Kaposi's sarcoma (KS) is the most common cancer in AIDS patients associated with infection by Kaposi's sarcoma-associated herpesvirus (KSHV). KS is often involved with oral cavity, and oral KSHV infection is necessary for the development of oral KS and virus spread. Despite antiretroviral therapy, KS remains common among HIV-infected patients. Existing antiviral and anticancer therapies are ineffective for eliminating persistent KSHV infection and for treating KSHV-induced cancer. Because KSHV latent infection is necessary for its long-term persistent infection and for KS development, identificatio of factors essential for KSHV latent infection can lead to the development of novel therapeutic approaches for oral KSHV persistent infection and malignancies. We have developed three novel systems to address these challenges: 1) KSHV-induced cellular transformation of primary human bone marrow mesenchymal stem cells (MSCs), 2) KSHV persistent infection in the oral cavity in NOD/SCID IL2R?-/- (NSG) humanized mice, and 3) KSHV persistent infection in primary human oral epithelial cells, gingiva MSCs and dental pulp MSCs. Using these models, we have found extensive epigenetic reprograming of cellular chromatins and gene expression networks in latent KSHV- infected cells. Furthermore, we have identified histone modifiers including polycomb repressive complex 2 (PRC2) proteins and class III histone deacetylases sirtuins as the critical factors for the survival of latent KSHV-infected cells. Significantly, targeting PRC2 proteins and sirtuins induce massive cell death of latent KSHV-infected cells including KSHV-transformed cells but have minimal cytotoxicity to uninfected cells. Based on these results, our hypothesis is that histone modifiers mediate the survival of latent KSHV-infected oral cells, and therefore inhibition of these targets can kill latent KSHV-infected cells resulting in effective therapeutic intervention for oral KSHV persistent infection and KSHV-induced cancer. We propose to identify the histone modifiers essential for KSHV latent infection in oral cells (Aim 1); delineate the mechanisms by which histone modifiers mediate the survival of latent KSHV infected oral cells (Aim 2); and therapeutically clear oral KSHV persistent infection and inhibit KSHV-induced oral cancer in animal models by targeting specific histone modifiers (Aim 3). The proposed project is significant because it will delineate the essential histone modifiers for oral KSHV persistent infection and pathogenesis, and identify effective inhibitors for therapeutic inhibition of these novel targets. The results will provide insights int the mechanisms of oral KSHV persistent infection and KSHV-induced oncogenesis. The outcomes can also be applied to other oral persistent viral infections and virus-induced cancer.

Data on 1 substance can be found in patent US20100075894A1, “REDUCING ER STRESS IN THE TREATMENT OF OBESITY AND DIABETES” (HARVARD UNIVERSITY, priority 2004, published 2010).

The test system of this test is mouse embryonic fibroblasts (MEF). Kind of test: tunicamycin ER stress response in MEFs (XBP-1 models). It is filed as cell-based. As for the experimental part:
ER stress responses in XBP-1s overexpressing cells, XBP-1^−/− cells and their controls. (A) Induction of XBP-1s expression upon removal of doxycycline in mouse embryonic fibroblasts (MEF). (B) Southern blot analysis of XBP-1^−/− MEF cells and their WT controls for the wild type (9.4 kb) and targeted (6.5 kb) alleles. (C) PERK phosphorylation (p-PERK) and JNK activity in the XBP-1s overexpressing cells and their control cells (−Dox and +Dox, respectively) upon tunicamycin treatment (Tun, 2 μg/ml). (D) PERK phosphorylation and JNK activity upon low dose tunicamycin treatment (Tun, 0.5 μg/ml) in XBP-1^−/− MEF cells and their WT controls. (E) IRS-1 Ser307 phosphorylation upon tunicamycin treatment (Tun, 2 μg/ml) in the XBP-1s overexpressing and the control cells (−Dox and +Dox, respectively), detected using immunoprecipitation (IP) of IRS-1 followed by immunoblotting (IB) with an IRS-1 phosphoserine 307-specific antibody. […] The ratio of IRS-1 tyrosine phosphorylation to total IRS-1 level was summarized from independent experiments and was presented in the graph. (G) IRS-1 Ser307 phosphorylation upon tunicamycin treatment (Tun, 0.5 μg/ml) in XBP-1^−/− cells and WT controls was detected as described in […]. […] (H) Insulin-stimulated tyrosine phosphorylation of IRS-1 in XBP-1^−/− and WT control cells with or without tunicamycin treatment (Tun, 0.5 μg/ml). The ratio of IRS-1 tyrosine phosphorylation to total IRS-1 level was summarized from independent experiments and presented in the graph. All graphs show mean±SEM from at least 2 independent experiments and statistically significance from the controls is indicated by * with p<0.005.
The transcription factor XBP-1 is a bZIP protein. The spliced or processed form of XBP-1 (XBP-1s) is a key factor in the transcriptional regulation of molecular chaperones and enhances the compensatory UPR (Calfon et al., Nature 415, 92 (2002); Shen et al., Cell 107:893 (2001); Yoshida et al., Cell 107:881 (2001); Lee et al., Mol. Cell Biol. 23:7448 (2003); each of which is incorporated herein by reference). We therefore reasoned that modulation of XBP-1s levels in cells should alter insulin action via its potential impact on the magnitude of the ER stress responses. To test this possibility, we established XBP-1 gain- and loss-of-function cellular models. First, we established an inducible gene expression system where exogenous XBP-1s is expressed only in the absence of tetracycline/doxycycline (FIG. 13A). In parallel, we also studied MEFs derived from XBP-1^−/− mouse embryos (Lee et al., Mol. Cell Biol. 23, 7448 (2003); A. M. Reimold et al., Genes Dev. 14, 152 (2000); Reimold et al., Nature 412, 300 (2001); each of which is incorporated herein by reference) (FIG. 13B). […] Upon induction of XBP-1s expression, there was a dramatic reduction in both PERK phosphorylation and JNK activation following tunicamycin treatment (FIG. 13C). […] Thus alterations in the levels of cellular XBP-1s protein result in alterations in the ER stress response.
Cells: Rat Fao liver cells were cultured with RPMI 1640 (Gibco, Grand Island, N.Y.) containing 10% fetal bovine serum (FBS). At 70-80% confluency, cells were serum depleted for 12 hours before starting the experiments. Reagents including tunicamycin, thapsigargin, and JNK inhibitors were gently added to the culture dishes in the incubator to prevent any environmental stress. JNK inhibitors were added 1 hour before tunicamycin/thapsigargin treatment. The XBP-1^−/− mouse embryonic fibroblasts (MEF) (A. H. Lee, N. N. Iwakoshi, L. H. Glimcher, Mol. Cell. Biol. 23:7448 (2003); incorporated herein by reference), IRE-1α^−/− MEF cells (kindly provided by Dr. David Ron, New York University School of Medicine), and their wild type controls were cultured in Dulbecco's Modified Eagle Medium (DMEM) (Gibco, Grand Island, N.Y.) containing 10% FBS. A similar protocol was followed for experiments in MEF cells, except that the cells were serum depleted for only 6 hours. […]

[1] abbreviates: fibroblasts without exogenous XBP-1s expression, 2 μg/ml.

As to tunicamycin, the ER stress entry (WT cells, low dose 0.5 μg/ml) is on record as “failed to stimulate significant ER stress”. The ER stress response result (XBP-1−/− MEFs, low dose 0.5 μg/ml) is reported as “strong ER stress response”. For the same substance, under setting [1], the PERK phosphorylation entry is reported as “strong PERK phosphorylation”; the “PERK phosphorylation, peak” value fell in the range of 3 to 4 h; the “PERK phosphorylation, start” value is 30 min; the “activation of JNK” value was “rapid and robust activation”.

Public Health Relevance

Infections by herpesviruses are for life-long, causing many important diseases including cancers. There is no vaccine against most of human herpesviruses or effective approach for eliminating their long-term persistent infections. Using one of the human herpesvirus, KSHV, which causes several types of devastating cancer, as an example, we will develop novel antiviral/anticancer agents for treating viral cancer and for clearing persistent herpesviral infections, including persistent oral infections.

National Institute of Health (NIH)
National Institute of Dental & Craniofacial Research (NIDCR)
Research Project (R01)
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Special Emphasis Panel (ZDE1)
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Wang, Chiayeng
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University of Pittsburgh
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